Inhospital and Post-discharge Changes in Renal Function After Transcatheter Aortic Valve Replacement

Blair, J. E.; Brummel, K.; Friedman, J. L.; Atri, P.; Sweis, R. N.; Russell, H.; Ricciardi, M. J.; Malaisrie, S. C.; Davidson, C. J.; Flaherty, J. D.

Am J Cardiol. 2016 Jan 2; 117(4):633-9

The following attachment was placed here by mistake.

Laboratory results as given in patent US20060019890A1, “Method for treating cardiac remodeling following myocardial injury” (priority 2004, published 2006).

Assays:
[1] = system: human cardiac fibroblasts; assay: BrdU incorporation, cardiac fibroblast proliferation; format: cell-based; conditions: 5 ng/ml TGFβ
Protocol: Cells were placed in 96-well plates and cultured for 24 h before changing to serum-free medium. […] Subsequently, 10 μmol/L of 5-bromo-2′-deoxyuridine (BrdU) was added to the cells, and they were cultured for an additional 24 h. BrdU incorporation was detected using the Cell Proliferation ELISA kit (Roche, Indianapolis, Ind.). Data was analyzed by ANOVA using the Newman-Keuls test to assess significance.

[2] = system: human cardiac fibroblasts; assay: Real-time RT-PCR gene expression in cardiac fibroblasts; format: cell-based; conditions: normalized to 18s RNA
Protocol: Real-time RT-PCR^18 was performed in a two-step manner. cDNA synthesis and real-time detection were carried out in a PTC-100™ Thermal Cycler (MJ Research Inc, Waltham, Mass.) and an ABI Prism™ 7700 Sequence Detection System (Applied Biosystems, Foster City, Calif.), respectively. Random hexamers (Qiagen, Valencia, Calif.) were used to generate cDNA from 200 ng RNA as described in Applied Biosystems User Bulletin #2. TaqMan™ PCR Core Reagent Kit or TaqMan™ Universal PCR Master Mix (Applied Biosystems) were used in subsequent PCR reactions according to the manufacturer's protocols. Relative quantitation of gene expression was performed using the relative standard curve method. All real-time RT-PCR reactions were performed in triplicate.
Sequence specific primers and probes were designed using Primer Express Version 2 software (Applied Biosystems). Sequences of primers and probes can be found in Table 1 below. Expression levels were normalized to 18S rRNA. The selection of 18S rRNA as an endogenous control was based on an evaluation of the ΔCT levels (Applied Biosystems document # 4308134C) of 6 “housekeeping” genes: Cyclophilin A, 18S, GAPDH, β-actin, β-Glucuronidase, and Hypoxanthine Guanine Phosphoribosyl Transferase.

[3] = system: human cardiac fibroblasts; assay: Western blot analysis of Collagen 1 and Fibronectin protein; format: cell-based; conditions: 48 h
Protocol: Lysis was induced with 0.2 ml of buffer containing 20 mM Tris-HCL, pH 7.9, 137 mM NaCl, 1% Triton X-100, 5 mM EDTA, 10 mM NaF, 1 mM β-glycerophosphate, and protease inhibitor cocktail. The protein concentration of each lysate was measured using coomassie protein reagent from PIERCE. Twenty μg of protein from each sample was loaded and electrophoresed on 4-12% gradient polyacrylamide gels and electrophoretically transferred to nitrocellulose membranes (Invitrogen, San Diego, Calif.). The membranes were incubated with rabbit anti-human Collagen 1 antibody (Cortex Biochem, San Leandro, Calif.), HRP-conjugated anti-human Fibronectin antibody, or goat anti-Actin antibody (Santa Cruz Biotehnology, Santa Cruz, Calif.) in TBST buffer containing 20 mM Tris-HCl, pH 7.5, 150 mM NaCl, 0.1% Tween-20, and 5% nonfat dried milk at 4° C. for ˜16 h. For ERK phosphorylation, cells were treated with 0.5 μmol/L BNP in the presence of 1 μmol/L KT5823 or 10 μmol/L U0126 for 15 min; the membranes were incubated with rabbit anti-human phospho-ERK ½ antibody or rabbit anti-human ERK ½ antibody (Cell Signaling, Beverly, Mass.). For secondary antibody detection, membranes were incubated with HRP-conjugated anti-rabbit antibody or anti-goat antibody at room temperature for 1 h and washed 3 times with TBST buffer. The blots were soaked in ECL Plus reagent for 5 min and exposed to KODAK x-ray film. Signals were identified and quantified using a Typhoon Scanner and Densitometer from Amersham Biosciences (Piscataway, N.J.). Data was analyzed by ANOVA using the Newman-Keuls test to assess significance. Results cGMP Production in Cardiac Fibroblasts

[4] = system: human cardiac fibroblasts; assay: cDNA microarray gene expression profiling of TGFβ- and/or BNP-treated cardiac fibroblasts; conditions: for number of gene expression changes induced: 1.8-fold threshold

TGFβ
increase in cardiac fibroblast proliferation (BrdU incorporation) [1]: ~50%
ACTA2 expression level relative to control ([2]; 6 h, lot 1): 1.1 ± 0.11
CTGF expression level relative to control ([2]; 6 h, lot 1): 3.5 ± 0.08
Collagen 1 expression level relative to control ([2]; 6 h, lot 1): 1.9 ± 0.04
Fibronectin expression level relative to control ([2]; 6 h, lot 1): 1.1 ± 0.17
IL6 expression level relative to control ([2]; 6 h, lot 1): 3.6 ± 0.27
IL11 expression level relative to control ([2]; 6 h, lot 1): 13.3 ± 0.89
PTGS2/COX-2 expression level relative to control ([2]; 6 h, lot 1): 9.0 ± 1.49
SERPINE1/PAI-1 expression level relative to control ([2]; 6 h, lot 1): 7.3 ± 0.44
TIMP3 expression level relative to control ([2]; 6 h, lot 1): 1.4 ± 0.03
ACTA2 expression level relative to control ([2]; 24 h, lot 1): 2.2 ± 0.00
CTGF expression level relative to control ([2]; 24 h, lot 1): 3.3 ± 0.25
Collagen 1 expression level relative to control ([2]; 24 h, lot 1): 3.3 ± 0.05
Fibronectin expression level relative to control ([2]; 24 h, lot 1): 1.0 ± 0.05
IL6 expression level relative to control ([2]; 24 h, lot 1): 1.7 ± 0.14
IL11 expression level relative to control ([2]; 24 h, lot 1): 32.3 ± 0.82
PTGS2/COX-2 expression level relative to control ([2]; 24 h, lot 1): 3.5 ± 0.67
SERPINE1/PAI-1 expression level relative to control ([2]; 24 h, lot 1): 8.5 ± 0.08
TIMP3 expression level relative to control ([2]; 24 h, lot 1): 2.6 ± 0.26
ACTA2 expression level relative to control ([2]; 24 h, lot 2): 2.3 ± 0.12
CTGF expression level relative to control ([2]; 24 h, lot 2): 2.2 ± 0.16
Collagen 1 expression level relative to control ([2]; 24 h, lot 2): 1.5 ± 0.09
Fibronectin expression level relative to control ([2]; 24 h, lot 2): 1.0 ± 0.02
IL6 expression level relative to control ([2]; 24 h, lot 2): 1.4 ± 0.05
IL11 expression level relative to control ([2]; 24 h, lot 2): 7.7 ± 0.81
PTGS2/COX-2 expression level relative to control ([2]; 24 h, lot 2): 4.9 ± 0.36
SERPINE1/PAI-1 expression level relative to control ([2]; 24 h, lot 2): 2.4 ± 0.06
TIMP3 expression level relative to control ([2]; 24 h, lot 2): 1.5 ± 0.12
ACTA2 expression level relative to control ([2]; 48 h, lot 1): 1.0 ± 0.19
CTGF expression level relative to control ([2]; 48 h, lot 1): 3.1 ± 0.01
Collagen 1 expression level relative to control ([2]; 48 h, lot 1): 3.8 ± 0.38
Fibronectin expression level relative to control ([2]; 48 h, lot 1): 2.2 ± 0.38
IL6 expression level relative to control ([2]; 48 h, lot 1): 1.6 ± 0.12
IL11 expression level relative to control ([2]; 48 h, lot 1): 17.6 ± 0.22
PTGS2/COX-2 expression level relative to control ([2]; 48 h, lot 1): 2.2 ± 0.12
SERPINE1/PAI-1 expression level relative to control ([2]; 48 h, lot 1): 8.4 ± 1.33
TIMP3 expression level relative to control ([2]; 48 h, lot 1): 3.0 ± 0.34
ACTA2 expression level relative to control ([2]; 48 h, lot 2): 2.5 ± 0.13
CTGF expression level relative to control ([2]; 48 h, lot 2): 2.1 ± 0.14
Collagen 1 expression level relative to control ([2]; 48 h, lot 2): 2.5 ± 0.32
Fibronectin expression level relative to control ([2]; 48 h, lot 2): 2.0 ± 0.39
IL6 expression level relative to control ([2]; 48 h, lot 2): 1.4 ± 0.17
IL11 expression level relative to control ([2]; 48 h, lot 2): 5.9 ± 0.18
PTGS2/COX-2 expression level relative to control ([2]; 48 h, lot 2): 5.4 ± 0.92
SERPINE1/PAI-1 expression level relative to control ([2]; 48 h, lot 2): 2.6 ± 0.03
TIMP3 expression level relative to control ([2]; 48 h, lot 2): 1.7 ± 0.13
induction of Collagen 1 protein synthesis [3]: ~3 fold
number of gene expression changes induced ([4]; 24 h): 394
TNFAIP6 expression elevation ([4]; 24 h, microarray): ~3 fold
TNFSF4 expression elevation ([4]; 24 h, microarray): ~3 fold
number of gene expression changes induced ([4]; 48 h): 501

The aim of this study was to determine the influence of inhospital and post-discharge worsening renal function (WRF) on prognosis after transcatheter aortic valve replacement (TAVR). Severe chronic kidney disease and inhospital WRF are both associated with poor outcomes after TAVR. There are no data available on post-discharge WRF and outcomes. This was a single-center study evaluating all TAVR from June 1, 2008, to June 31, 2014. WRF was defined as an increase in serum creatinine of >/=0.3 mg/dl. Inhospital WRF was measured from day 0 until discharge or day 7 if the hospitalization was >7 days. Post-discharge WRF was measured at 30 days after discharge. Descriptive statistics, Kaplan-Meier time-to-event analysis, and multivariate logistic regression were used. In a series of 208 patients who underwent TAVR, 204 with complete renal function data were used in the inhospital analysis and 168 who returned for the 30-day follow-up were used in the post-discharge analysis. Inhospital WRF was seen in 28%, whereas post-discharge WRF in 12%. Inhospital and post-discharge WRF were associated with lower rates of survival; however, after multivariate analysis, only post-discharge WRF remained a predictor of 1-year mortality (hazard ratio 1.18, p = 0.030 for every 1 mg/dl increase in serum creatinine). In conclusion, the rate of inhospital WRF is higher than the rate of post-discharge WRF after TAVR, and post-discharge WRF is more predictive of mortality than inhospital WRF.

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